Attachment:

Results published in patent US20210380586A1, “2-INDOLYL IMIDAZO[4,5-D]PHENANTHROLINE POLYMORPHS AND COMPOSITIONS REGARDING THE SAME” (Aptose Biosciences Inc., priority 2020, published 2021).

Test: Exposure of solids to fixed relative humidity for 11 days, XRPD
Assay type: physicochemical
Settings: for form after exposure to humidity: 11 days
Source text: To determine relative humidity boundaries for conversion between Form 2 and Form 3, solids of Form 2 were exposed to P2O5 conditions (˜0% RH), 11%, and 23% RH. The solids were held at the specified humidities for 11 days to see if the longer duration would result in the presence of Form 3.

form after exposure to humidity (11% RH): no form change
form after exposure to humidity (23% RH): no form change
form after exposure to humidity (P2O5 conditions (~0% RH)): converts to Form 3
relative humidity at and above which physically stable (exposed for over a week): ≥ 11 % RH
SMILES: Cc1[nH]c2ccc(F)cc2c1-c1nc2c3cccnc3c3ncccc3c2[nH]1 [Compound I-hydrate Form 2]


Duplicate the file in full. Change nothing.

Results published in patent US20210380586A1, “2-INDOLYL IMIDAZO[4,5-D]PHENANTHROLINE POLYMORPHS AND COMPOSITIONS REGARDING THE SAME” (Aptose Biosciences Inc., priority 2020, published 2021).

Test: Exposure of solids to fixed relative humidity for 11 days, XRPD
Assay type: physicochemical
Settings: for form after exposure to humidity: 11 days
Source text: To determine relative humidity boundaries for conversion between Form 2 and Form 3, solids of Form 2 were exposed to P2O5 conditions (˜0% RH), 11%, and 23% RH. The solids were held at the specified humidities for 11 days to see if the longer duration would result in the presence of Form 3.

form after exposure to humidity (11% RH): no form change
form after exposure to humidity (23% RH): no form change
form after exposure to humidity (P2O5 conditions (~0% RH)): converts to Form 3
relative humidity at and above which physically stable (exposed for over a week): ≥ 11 % RH
SMILES: Cc1[nH]c2ccc(F)cc2c1-c1nc2c3cccnc3c3ncccc3c2[nH]1 [Compound I-hydrate Form 2]